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How do winning consumer-goods companies capture growth?

By Rogerio Hirose, Davinder Sodhi, and Alexander Thiel

Our detailed analysis of 53 companies reveals four major growth drivers.

For consumer-packaged-goods (CPG) companies, growth has become more elusive. The market segments that once represented the best bets are becoming increasingly competitive, with traditional companies and new players making aggressive moves. For example, retailers like Amazon are moving into private-label goods, logistics, and other areas of the value chain, and direct-to-consumer start-ups, such as Dollar Shave Club, are competing with established manufacturers by offering low prices and convenient services. In emerging markets, the landscape is even more tumultuous, with domestic players expanding locally and abroad. Faced with greater competition, some CPG companies have increased their M&A activity to capture market share.

In this challenging environment, what strategies have helped CPG companies drive growth? To find out, we analyzed data from 53 CPG companies over the past few years.1 Using our proprietary approach for disaggregating revenue growth, we quantified the impact of three major sources of growth: portfolio momentum, execution, and M&A. We found several commonalities among winning players. First—and perhaps most significant—they make big bets on emerging markets, which are still driving most revenue growth despite the increased competition. Winning companies also focus their resources on the best opportunities, quickly respond to market changes, and engage in a combination of large and small M&A deals.

Don’t underestimate the power of emerging markets

In our analysis, portfolio momentum—the growth achieved based on the product categories and geographic markets in which companies are active—accounted for 77 percent of total revenue growth. The remaining gains resulted from M&A and, to a lesser extent, execution (as indicated by an increase in organic market share).

Perhaps the most important portfolio choice involves the share of business in emerging markets. CPG companies have long recognized the potential of these regions, but they may underestimate their current role in driving growth. We continue to see strong growth in many product categories in these countries, such as baby food in Indonesia and facial moisturizers in India. Although developed countries accounted for 51 percent of CPG revenues in 2014, emerging markets drove 77 percent of growth from 2010 through 2014 (Exhibit 1). If this shift continues as expected, emerging markets will account for more than half of all CPG revenues by 2020.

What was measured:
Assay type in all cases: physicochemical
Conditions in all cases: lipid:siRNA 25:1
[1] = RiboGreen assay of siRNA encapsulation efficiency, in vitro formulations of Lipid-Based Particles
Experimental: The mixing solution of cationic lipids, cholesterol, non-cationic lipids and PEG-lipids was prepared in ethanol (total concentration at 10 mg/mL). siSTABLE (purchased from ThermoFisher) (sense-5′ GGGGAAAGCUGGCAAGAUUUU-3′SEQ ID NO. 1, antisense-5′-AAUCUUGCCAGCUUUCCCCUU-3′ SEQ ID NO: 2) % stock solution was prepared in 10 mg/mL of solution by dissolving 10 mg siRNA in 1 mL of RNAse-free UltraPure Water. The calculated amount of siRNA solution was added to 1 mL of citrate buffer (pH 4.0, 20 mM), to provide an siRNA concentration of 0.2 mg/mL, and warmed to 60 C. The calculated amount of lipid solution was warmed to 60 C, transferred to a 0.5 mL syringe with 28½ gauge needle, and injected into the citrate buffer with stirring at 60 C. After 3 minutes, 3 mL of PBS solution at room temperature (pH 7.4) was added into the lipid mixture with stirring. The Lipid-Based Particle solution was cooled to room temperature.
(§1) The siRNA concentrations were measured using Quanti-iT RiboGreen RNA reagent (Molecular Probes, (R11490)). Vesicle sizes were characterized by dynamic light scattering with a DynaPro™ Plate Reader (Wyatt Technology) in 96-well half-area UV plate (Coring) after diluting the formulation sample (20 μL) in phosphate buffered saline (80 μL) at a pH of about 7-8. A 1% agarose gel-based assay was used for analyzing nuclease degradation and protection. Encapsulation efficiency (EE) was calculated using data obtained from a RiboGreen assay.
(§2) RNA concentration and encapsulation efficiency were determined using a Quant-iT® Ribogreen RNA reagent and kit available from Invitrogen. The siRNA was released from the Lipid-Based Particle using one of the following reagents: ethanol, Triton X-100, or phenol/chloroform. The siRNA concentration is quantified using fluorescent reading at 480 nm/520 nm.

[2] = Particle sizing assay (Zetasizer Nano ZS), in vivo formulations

Revenue pools are concentrated in developed markets, yet more than 75 percent of growth comes from emerging markets.

In our analysis, companies that increased their share in emerging markets typically saw a commensurate rise in portfolio momentum. Companies with more than half their business in emerging markets had the strongest momentum. The best results came from the two businesses that generated more than 70 percent of their revenues in emerging markets.

Minimize complexity when possible

With economic uncertainty growing and competition rising, CPG executives may be tempted to pursue numerous opportunities. In our analysis, players typically managed hundreds or even thousands of business “cells”—defined as specific combinations of products and geographies, such as facial moisturizers in South Korea. But within these broad portfolios, most revenue growth came from the top 20 percent of cells. This lopsided distribution means that certain opportunities may not receive resources in proportion to their value unless companies closely monitor performance.